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Thursday, 30 May 2013

George Carlin Remembered

The following essay is written by Ron Vazzano

This month marks the fifth anniversary of George Carlin’s passing. Time flies when you’re having gone.

Though he was just another garden variety standup comic early in his career— appearing often on the Ed Sullivan Show— it was his switching gears to that of satirist/social commentator, that took him to a whole other level.

His uniqueness in particular, had to do with his obvious fascination with our use (and misuse) of language and words. It is for that I suppose, he is best remembered. The most scorching example being his highly controversial "Seven Words You Can Never Say on Television" monolog, which first appeared on his hit album Class Clown in 1972. It became central to a 1978 U.S. Supreme Court case in which the justices, in a 5-4 decision, affirmed the government's power to regulate indecent material on the public airwaves.

On the serendipitous end of the spectrum, his comparison of football vs. baseball is classic:

“In football the object is for the quarterback, also known as the field general, to be on target with his aerial assault, riddling the defense by hitting his receivers with deadly accuracy in spite of the blitz, even if he has to use a shotgun. With short bullet passes and long bombs, he marches his troops into enemy territory, balancing this aerial assault with a sustained ground attack that punches holes in the forward wall of the enemy's defensive line.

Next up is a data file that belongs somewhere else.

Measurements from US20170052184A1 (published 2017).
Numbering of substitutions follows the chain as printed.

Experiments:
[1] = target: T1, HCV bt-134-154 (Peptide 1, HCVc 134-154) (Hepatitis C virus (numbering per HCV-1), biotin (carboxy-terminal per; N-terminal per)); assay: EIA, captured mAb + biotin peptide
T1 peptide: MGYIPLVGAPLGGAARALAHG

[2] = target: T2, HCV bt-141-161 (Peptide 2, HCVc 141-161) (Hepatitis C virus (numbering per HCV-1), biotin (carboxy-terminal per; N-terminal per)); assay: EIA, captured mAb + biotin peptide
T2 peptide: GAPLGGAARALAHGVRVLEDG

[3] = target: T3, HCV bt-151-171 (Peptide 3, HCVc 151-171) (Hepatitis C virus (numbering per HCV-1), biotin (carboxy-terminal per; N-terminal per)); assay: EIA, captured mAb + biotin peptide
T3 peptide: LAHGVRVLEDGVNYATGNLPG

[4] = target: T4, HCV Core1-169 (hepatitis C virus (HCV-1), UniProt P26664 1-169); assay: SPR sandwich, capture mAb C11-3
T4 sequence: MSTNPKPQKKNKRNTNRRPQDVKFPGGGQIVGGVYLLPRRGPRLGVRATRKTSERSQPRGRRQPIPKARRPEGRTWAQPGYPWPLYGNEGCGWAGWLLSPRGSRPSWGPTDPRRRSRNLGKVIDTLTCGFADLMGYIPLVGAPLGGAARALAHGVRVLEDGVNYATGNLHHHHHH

In baseball the object is to go home! And to be safe! —I hope I'll be safe at home!”

Depending on your political and religious persuasions and sensitivities to excessive use of “street vernacular,” you may have been greatly offended at one time or another by his “take no prisoners” approach to observation. But in terms of… subject matter, style (“clean”), and performance, his piece, “A Modern Man,” would probably resonate with all. This is Carlin at his absolute best, in what you might call “a riff on the zeitgeist of modernism.”

Appearing on his eighteenth album, Life is Worth Losing, which was recorded simultaneously with a live HBO special eight years ago, his riff (or maybe even “rap” is more apropos?) calls attention to how frenzied our lifestyles have become, as has the clichéd jargon we use to describe them:
I've been uplinked and downloaded,
I've been inputted and outsourced,
I know the upside of downsizing,
I know the downside of upgrading.
I'm a high-tech low-life.
A cutting edge, state-of-the-art bi-coastal multi-tasker
and I can give you a gigabyte in a nanosecond
If you’ve got a spare three minutes and thirty-three seconds, check out the YouTube of Carlin performing this piece in its entirety. It is the sort of thing I’d call “time-capsule worthy.” (

I will resist the temptation to conclude here with something along the lines of “Rest in peace George Carlin.” He would have a field day with such a sentiment for its being unable to draw a distinction between death… and just a nap.

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